Piktochart is a B2B SaaS company that enables users to create professional graphics, such as reports and data visualizations, with ease. When I joined the team in 2019, they already had a solid website and a large user base. However, we faced some traffic challenges:
- 90% of traffic came from the homepage, one landing page, and one blog post. This made acquisition unstable, as traffic would fluctuate significantly with Google updates or ranking changes.
- One blog post drew more traffic than all others combined, but it wasn't great at converting visitors to users.
To address these issues, we needed to diversify the traffic and make it more relevant to our product. Because Piktochart already had an extensive template library, creating a template gallery was a natural choice.
However, the existing in-app categorization of templates was based on technical criteria, resulting in a less intuitive user experience. Resumés, for example, had the same format as posters. So in the app, they would be categorized under the poster category.
This categorization meant we couldn't simply develop a basic web app connected to an API and consider the job done. Furthermore, we had limited resources, with only a part-time freelance WordPress developer available.
Taking these challenges into account, we decided to re-categorize the templates ourselves and use a custom post type to expand the current WordPress site with a template gallery.
As the project lead, I was responsible for planning, managing, and launching this initiative.
Results at a glance
- 2,500,000 million visitors since its launch in 2020.
- Over 320 referring domains and increased link velocity.
- You can have an incredible product, but you still need to give people a taste before you ask for something in return. Even if you're asking for an email, you still need to show what you can do for them.
- UX matters, both for marketing as well as the product. Don't just think people will "figure it out". Figure it out for them.
- Marketing needs to be involved from the beginning. Creating a purely technical product can lead to a mismatch between how what people are looking for, and what your product does.
Overview of the process
Keyword research & planning
Since the existing templates weren't created with SEO in mind, the main categories were going to drive all the traffic. I created a keyword plan that was based on categories and that enabled us to expand into subcategories. For example:
- Main category: brochures
- Subcategory: trifold brochures
Here are some examples of this keyword research.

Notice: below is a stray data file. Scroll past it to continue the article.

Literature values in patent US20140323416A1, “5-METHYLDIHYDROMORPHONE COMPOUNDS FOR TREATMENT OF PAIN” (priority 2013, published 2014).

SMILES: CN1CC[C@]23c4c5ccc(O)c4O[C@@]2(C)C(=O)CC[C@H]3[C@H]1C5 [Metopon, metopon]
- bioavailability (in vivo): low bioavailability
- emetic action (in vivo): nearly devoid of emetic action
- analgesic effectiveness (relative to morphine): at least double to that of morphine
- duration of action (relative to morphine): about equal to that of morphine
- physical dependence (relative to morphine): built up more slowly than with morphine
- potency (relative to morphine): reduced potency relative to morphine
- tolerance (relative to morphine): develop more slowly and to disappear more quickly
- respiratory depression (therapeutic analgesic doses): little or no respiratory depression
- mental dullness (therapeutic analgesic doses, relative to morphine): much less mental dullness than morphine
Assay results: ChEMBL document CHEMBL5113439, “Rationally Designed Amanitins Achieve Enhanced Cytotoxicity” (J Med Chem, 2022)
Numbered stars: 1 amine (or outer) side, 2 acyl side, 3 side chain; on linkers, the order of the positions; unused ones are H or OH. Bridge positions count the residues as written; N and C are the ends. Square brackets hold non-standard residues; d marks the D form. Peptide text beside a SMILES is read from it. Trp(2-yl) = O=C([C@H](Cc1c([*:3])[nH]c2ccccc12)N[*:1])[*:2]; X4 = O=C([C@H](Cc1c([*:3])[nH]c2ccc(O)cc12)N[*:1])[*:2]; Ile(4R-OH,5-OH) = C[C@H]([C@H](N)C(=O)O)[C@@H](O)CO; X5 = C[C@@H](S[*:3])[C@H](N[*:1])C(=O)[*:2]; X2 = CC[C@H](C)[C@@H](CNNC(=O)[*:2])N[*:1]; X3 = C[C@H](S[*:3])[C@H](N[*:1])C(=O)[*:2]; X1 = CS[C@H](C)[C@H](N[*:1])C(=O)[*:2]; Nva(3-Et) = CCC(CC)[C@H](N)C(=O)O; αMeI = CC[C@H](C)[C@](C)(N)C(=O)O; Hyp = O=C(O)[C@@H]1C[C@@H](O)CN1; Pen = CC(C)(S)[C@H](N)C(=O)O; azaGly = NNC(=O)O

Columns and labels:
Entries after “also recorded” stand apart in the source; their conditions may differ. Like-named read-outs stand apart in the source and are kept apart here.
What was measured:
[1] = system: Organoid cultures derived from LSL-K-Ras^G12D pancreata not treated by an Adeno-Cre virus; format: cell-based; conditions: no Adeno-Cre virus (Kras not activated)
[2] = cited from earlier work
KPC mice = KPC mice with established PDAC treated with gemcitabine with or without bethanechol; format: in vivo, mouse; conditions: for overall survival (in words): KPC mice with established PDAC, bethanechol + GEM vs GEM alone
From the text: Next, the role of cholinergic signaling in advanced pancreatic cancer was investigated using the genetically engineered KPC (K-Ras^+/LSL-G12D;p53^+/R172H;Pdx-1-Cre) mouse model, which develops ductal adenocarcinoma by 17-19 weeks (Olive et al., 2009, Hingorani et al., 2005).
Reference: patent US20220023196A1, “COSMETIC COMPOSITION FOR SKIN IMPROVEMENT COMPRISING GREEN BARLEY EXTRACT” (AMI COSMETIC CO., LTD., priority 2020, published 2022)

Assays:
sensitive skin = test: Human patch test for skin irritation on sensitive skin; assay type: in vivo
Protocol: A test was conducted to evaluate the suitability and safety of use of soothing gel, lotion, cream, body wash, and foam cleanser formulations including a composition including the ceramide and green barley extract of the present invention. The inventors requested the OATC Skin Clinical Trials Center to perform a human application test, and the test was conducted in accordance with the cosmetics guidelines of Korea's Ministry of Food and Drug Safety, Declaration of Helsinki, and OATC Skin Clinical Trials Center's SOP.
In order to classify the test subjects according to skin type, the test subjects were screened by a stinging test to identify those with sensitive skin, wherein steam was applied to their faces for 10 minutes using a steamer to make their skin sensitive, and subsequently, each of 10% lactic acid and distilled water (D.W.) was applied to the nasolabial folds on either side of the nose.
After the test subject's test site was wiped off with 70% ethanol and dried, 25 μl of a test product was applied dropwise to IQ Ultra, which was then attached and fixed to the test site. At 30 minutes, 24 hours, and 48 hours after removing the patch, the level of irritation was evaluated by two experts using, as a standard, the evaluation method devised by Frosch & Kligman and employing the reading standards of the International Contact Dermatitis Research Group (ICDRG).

|Global Vol (searches/m)*
|trifold brochure template
I did this research for every format we had within the app at the time (Infographics, Presentations, Flyers, Posters, Reports).
The keyword research allowed us to put templates in the right category. As I mentioned earlier, resumes and CVs shouldn't be in the poster category. We took this opportunity to create a lot more categories that were more UX-friendly.
Creating the design
The aim of the design was to strike a balance between UX, conversion, and SEO.
I put together a low-fidelity mockup to guide a freelance designer. We wanted a clear overview of the templates while keeping the pages optimized for conversion. To achieve this, we aimed to have a prominent call to action at the top of the page and when viewing individual templates. Here's a glimpse of what the mockups looked like:
The designer came back to us with these high-fidelity mockups.
The designer initially wanted to move the title and CTA to the left, but we felt that putting the template on the left made it more consistent with the template index and looked nicer.
On-page & technical SEO
When we first rolled out the template gallery, the individual templates only featured images. However, this could lead to duplicate content issues, so we decided to include a unique description for each template.
At first, we hired freelancers to write the descriptions. But as we introduced new templates every month, we ended up crafting the descriptions ourselves. We ensured each description contained the title, a keyword, and some related terms.
At this stage, it was crucial to implement a well-structured URL scheme for the site to keep things nice and organized and make it easy for Google to crawl the site.
With the template titles and descriptions available, it was relatively easy to create meta-titles and meta-descriptions. I used an Excel formula to generate a title structure that automatically incorporated the template's title for the meta-titles. As for the meta-descriptions, we repurposed the template descriptions, just making them a bit more concise.
Once the project was live, promotion became our next focus. Thanks to Piktochart's strong domain, many categories and templates started ranking organically. However, we still wanted to boost visibility for the most crucial categories.
I collaborated with a link-building agency to create links for our most valuable categories, ensuring that we targeted areas where we had a realistic chance of success.
If you're interested in seeing the final result, feel free to check out the live gallery. We first launched the initial gallery in 2020, and since then, the project has undergone several iterations. For instance, the entire website underwent a redesign, so the gallery had to be updated accordingly. Fortunately, the gallery's structure remained intact, so we only needed to make a few styling adjustments.
In terms of traffic, the gallery is still growing exponentially. Below is a screenshot from Ahrefs.
The new gallery significantly increased the rate at which it gained backlinks (link velocity)